- Ankyloblepharon-ectodermal dysplasia-cleft lip / palate (AEC) syndrome
- Ectrodactyly-ectodermal dysplasia-cleft lip / palate (EEC) syndrome
- Acro-dermato-ungual-lacrimal-tooth (ADULT) syndrome
- Limb-mammary syndrome
- Split-hand / foot malformation type 4 (SHFM4)
- Isolated cleft lip / cleft palate (orofacial cleft 8 [OFC8] syndrome)
All ectodermal dysplasias result from the abnormal development of structures derived from the outer embryonal layer such as the skin, hair, teeth, nails, and eccrine and sebaceous glands. While these 6 syndromes are classified as distinct entities, their overlapping phenotypes suggest that they may be part of a spectrum of related syndromes.
p63 is a transcription factor with homology to the tumor suppressor p53. Studies in mice have demonstrated that, unlike p53, p63 expression is localized to whiskers, oral mucosa, and distal limbs. Furthermore, mice lacking p63 are born with translucent skin and without appendages (whisker pads, teeth). It has been postulated that p63 plays an important role in epidermal stratification and the maintenance of epidermal stem cells.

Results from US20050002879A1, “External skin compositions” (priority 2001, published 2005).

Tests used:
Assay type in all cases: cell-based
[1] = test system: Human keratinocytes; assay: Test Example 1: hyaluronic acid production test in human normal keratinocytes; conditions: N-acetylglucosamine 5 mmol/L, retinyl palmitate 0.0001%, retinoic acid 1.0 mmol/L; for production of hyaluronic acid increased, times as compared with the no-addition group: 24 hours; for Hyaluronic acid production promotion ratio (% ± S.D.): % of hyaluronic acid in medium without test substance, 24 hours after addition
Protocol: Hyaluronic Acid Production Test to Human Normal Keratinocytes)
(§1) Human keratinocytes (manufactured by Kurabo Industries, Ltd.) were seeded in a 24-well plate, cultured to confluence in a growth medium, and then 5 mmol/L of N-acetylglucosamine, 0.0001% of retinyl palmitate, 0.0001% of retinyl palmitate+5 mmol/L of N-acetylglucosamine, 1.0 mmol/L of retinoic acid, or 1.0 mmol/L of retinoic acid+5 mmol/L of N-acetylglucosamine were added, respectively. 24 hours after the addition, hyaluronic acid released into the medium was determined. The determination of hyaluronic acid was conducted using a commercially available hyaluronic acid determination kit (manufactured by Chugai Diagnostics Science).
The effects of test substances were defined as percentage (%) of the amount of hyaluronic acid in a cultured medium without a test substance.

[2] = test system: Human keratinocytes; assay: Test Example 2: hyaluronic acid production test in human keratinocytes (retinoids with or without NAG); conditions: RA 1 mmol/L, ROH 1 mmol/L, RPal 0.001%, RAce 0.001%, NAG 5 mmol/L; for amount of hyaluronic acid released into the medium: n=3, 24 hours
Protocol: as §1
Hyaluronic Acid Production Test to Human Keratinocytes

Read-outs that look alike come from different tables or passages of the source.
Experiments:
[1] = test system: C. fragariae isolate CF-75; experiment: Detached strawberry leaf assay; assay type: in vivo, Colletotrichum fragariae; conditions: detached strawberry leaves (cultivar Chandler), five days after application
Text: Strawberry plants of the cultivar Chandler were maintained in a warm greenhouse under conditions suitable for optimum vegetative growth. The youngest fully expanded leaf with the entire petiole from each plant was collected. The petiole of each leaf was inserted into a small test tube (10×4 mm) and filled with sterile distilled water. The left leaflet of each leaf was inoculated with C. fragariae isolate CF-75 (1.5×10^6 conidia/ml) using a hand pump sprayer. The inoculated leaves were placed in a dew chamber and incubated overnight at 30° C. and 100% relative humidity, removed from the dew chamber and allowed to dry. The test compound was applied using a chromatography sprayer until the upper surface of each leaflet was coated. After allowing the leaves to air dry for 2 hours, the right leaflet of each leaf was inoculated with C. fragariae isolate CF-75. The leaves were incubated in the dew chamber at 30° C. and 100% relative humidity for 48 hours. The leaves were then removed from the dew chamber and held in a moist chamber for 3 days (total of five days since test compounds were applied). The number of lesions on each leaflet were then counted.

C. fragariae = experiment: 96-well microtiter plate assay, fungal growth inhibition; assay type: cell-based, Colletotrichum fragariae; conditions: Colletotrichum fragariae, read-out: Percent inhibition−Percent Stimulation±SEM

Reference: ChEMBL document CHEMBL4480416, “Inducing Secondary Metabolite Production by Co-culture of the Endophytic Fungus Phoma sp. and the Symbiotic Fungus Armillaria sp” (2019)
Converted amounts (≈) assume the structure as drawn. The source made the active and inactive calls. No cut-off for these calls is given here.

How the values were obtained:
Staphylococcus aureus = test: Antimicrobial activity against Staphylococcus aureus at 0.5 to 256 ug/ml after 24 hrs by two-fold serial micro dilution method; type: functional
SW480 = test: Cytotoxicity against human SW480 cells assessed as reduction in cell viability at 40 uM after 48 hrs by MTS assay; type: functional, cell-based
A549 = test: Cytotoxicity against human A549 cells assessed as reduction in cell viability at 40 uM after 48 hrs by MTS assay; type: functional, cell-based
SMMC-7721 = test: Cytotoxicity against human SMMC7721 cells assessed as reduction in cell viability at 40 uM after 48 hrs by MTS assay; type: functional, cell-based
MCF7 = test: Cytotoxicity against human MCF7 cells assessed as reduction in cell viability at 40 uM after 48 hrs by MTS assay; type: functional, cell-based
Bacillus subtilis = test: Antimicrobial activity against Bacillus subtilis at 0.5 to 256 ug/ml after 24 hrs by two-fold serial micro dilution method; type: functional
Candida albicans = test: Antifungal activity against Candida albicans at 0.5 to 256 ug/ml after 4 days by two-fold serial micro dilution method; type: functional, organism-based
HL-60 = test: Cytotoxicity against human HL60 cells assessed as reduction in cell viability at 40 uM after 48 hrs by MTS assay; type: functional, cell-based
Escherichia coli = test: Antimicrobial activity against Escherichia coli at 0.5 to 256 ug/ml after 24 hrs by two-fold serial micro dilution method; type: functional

While all 6 syndromes show abnormalities in p63, each syndrome tends to demonstrate mutations in specific domains. ADULT syndrome, EEC, OFC8, and SHFM4 are associated with missense mutations in the DNA binding domain. In contrast, mutations in the sterile alpha motif / transcription inhibitory domain (SAM / TID), which is downstream of the DNA binding domain, result in AEC syndrome phenotypes. Missense mutations in between the transactivation domain and DNA binding domain or truncation of the SAM / TID are typical of limb-mammary syndrome.
ADULT syndrome was first described in 1993 and has thus far been identified in fewer than 10 individuals. The clinical features of ADULT syndrome demonstrate variable expressivity and include ectrodactyly, syndactyly, excessive freckling, onychodysplasia, nasolacrimal duct atresia, dental abnormalities, hair findings, hypoplastic nipples and breasts, and exfoliative dermatitis of the digits.